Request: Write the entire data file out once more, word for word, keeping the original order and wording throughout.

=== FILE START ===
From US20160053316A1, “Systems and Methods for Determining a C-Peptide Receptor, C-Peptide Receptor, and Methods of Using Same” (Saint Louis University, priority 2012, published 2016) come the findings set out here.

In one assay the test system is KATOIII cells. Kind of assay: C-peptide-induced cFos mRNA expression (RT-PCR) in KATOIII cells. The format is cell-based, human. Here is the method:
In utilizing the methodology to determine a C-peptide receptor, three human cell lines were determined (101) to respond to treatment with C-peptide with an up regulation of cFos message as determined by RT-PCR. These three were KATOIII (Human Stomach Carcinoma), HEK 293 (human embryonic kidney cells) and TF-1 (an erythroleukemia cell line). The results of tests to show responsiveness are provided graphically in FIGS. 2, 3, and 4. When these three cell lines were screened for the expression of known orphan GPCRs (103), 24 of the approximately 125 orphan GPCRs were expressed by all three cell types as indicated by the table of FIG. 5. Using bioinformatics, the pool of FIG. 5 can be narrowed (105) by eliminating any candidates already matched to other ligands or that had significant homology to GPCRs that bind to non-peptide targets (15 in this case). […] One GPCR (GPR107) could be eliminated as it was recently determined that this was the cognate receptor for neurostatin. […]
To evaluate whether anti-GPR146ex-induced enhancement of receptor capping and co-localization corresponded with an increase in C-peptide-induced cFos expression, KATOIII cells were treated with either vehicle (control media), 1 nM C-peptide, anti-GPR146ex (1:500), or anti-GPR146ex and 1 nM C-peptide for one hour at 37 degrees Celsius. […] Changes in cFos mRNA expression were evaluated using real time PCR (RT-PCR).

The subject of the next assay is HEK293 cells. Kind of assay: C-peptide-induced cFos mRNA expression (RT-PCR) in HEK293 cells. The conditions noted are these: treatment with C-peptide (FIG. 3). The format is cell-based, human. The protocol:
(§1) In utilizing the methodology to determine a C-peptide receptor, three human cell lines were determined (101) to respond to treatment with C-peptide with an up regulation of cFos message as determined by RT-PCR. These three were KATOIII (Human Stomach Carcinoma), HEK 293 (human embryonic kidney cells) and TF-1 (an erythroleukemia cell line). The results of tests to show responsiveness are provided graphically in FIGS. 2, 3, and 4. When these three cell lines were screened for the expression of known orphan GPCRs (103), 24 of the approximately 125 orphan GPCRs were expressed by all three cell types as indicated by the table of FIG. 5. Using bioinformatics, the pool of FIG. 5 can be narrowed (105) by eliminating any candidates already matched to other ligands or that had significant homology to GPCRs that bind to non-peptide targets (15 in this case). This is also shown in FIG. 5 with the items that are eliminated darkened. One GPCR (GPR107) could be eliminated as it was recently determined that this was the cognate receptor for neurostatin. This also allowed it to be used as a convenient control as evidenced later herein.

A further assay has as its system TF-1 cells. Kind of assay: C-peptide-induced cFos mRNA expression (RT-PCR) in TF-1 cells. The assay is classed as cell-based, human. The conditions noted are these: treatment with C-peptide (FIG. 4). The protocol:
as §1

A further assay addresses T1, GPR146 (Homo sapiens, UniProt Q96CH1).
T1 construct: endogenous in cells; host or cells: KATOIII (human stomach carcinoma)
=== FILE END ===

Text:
From US20160053316A1, “Systems and Methods for Determining a C-Peptide Receptor, C-Peptide Receptor, and Methods of Using Same” (Saint Louis University, priority 2012, published 2016) come the findings set out here.

In one assay the test system is KATOIII cells. Kind of assay: C-peptide-induced cFos mRNA expression (RT-PCR) in KATOIII cells. The format is cell-based, human. Here is the method:
In utilizing the methodology to determine a C-peptide receptor, three human cell lines were determined (101) to respond to treatment with C-peptide with an up regulation of cFos message as determined by RT-PCR. These three were KATOIII (Human Stomach Carcinoma), HEK 293 (human embryonic kidney cells) and TF-1 (an erythroleukemia cell line). The results of tests to show responsiveness are provided graphically in FIGS. 2, 3, and 4. When these three cell lines were screened for the expression of known orphan GPCRs (103), 24 of the approximately 125 orphan GPCRs were expressed by all three cell types as indicated by the table of FIG. 5. Using bioinformatics, the pool of FIG. 5 can be narrowed (105) by eliminating any candidates already matched to other ligands or that had significant homology to GPCRs that bind to non-peptide targets (15 in this case). […] One GPCR (GPR107) could be eliminated as it was recently determined that this was the cognate receptor for neurostatin. […]
To evaluate whether anti-GPR146ex-induced enhancement of receptor capping and co-localization corresponded with an increase in C-peptide-induced cFos expression, KATOIII cells were treated with either vehicle (control media), 1 nM C-peptide, anti-GPR146ex (1:500), or anti-GPR146ex and 1 nM C-peptide for one hour at 37 degrees Celsius. […] Changes in cFos mRNA expression were evaluated using real time PCR (RT-PCR).

The subject of the next assay is HEK293 cells. Kind of assay: C-peptide-induced cFos mRNA expression (RT-PCR) in HEK293 cells. The conditions noted are these: treatment with C-peptide (FIG. 3). The format is cell-based, human. The protocol:
(§1) In utilizing the methodology to determine a C-peptide receptor, three human cell lines were determined (101) to respond to treatment with C-peptide with an up regulation of cFos message as determined by RT-PCR. These three were KATOIII (Human Stomach Carcinoma), HEK 293 (human embryonic kidney cells) and TF-1 (an erythroleukemia cell line). The results of tests to show responsiveness are provided graphically in FIGS. 2, 3, and 4. When these three cell lines were screened for the expression of known orphan GPCRs (103), 24 of the approximately 125 orphan GPCRs were expressed by all three cell types as indicated by the table of FIG. 5. Using bioinformatics, the pool of FIG. 5 can be narrowed (105) by eliminating any candidates already matched to other ligands or that had significant homology to GPCRs that bind to non-peptide targets (15 in this case). This is also shown in FIG. 5 with the items that are eliminated darkened. One GPCR (GPR107) could be eliminated as it was recently determined that this was the cognate receptor for neurostatin. This also allowed it to be used as a convenient control as evidenced later herein.

A further assay has as its system TF-1 cells. Kind of assay: C-peptide-induced cFos mRNA expression (RT-PCR) in TF-1 cells. The assay is classed as cell-based, human. The conditions noted are these: treatment with C-peptide (FIG. 4). The protocol:
as §1

A further assay addresses T1, GPR146 (Homo sapiens, UniProt Q96CH1).
T1 construct: endogenous in cells; host or cells: KATOIII (human stomach carcinoma)